Memory Sizing Rules of Thumb (for 4.1, 4.2, 4.3, 4.4 only)
Most of the "rules of thumb" we apply for sizing our Incorta environment depend on the amountof compressed datawe expect in-memory, whichwe call "x" below. For now, the easiest way to calculate x is to use the number showing in the Incorta Schema page (or the sum for all Tenants/Schemas). The list below enumerates the main rules we apply when sizing our Incorta hardware.
The amount of memory (i.e. RAM) required by the loader service should be roughly 2x the size of the compressed data in Incorta memory as reported by the Schema page in the platform. (For v4.3 and v4.4), this recommendation is actually 10% larger, or 2.2x). For example, if we have 100GB of data reported by the Incorta Schema page, we would want the loader service to have access to 200GB of RAM.
The amount of RAM for the analytics service is a bit trickier as the analytics service only loads the columns required to render the dashboards or service the queries through the SQL interface. Thus, if we have 5000 columns across all of the tables in our schemas, yet our dashboards only employ 500 of the columns for display, filters, calculations, etc., then we would only require 10% of the memory required by the loader service. We are typically conservative here, however, as dashboards and query profiles can change over time. For that reason, we typically suggest that the analytics service should have about 1x the memory of the size of the compressed data (or 50% of the memory available to it as compared to the loader service).
The amount of disk required for the shared storage layer should be at least 10x the size.
The number of cores for the loader service is a function of how many tables and schemas load in parallel and we typically recommend at least 16 cores for the server.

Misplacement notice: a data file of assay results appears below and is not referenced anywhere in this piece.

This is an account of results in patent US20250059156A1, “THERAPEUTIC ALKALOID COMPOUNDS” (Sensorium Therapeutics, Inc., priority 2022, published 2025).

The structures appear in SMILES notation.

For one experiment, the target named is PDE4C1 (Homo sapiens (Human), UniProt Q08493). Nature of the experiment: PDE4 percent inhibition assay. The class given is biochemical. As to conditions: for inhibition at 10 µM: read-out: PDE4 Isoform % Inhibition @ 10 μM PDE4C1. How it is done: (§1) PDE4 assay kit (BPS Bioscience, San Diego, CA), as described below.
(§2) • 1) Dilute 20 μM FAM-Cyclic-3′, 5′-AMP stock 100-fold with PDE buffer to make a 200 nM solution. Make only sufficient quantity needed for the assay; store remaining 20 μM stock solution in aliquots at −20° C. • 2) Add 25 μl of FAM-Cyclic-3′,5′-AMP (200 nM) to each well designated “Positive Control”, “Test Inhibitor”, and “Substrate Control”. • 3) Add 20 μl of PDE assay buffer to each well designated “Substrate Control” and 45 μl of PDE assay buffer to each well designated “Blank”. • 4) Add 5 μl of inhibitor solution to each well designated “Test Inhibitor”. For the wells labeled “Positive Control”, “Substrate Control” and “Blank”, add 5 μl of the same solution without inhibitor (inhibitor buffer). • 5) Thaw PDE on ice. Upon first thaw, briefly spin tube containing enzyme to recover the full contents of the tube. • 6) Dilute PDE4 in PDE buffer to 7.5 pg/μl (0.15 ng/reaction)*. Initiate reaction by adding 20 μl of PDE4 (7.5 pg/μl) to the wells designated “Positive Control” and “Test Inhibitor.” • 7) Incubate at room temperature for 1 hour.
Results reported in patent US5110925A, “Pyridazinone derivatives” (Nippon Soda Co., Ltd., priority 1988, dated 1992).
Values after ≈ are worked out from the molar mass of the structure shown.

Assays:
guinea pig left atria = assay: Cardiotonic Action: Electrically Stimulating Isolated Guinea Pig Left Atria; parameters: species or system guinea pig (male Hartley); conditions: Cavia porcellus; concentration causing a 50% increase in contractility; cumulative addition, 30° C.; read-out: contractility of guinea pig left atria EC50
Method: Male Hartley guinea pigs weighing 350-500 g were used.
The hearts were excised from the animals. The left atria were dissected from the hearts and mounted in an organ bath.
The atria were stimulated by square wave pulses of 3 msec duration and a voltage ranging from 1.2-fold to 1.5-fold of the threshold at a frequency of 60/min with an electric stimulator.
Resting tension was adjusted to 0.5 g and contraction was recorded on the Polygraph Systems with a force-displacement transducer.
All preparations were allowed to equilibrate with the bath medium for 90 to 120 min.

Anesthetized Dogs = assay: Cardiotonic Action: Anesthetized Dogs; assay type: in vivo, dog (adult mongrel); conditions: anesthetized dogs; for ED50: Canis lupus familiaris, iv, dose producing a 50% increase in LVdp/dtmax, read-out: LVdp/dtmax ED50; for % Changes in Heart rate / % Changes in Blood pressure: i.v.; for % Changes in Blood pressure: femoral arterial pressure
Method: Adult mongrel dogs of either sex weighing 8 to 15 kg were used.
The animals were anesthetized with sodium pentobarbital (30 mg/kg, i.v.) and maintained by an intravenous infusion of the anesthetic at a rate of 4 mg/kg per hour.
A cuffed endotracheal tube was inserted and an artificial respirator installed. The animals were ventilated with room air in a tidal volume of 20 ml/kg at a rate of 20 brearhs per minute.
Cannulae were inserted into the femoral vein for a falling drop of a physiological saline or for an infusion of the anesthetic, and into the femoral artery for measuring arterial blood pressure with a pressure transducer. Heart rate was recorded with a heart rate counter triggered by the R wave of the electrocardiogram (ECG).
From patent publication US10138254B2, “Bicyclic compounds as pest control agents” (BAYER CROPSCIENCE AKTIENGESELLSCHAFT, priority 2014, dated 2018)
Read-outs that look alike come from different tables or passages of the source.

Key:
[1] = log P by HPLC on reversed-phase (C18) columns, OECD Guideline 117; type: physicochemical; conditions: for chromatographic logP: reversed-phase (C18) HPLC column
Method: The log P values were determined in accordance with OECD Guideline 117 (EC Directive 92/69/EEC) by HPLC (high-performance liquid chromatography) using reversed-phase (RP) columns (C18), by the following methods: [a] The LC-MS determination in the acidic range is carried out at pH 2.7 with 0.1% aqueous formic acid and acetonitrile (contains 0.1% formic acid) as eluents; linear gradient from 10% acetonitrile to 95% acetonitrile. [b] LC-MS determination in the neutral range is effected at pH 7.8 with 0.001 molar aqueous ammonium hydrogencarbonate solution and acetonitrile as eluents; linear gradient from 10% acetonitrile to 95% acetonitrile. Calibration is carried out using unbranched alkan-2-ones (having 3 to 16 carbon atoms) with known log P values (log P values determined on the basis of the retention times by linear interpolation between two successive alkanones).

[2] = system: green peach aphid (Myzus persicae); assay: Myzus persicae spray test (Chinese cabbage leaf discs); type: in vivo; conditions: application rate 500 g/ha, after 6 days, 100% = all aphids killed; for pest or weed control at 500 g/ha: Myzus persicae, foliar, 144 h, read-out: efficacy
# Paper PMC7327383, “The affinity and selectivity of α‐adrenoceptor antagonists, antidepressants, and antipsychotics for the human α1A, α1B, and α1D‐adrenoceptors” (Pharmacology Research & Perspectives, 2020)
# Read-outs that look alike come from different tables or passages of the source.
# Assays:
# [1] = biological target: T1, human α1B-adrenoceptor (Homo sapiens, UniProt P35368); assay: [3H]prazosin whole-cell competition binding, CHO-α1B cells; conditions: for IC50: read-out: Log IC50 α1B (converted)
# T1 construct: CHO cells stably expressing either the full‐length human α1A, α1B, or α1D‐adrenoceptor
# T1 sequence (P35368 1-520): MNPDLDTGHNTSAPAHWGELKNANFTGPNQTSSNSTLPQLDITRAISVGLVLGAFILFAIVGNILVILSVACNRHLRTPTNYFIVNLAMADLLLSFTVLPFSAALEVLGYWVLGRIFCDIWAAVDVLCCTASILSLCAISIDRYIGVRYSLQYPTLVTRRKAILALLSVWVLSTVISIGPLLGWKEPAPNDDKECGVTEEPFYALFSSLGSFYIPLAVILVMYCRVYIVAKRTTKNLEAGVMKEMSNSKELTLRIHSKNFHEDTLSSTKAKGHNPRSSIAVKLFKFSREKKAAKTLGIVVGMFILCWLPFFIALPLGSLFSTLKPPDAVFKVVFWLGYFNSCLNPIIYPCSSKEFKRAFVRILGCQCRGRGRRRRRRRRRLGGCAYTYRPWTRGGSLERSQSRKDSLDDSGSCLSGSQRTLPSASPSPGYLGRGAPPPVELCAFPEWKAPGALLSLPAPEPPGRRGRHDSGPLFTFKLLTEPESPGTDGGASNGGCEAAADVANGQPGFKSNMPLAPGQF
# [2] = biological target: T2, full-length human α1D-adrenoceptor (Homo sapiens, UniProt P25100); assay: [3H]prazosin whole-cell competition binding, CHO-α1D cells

The number of cores for the analytics service is a function of peak end-user concurrency and average number of insights per dashboard and we typically recommend at least 16 cores for the server.
For both the analytics service and the loader service, through the CMC, set the on-heap memory to 25% of the memory allocated to the service and set the off-heap memory to 75% of the memory allocated to the service.
Leave about 10GB of RAM for the server operating system when configuring your hardware or VMs.
On-heap vs Off-heap
Incorta v4 supports both on-heap and off-heap memory management for both the analytics and the loader service. On-heap memory refers to memory managed inside the java process itself, or the java "heap" space. Off-heap memory refers to memory managed outside the java process. As java processes, the analytics service and loader service both have settings in the CMC that control the on-heap usage vs. the off-heap usage. Please see the screenshot below from the CMC.
As a rule of thumb, it is a good practice to keep about 70-75% of the memory offered to Incorta off-heap. This keeps the amount of memory in the java process for the loader and analytics services (aka. the on-heap memory) smaller which makes java maintenance activities like garbage collection less intrusive.
If we revisit the concept of "x" again from the "Rules of Thumb" section above, we are ultimately interested in the amount of compressed data we expect in the Incorta storage layer (aka. "x"). Based on the rules of thumb above, we will plan for 2x memory for the loader service (2.2x for v4.3) and 1x memory for the analytics service. The "Memory Size" setting controls the on-heap memory size and this should be 20-25% of the 2x or 1x memory size, for the loader and analytics service respectively. The off-heap component should be set to 70-75% of the 2x or 1x memory size, for the loader and analytics service respectively.
Keep in mind these settings only control the amount of memory allocated to the Incorta services. For example, you may have a 1TB RAM server and only choose to allocate 200GB to the loader service and 100GB to the analytics service.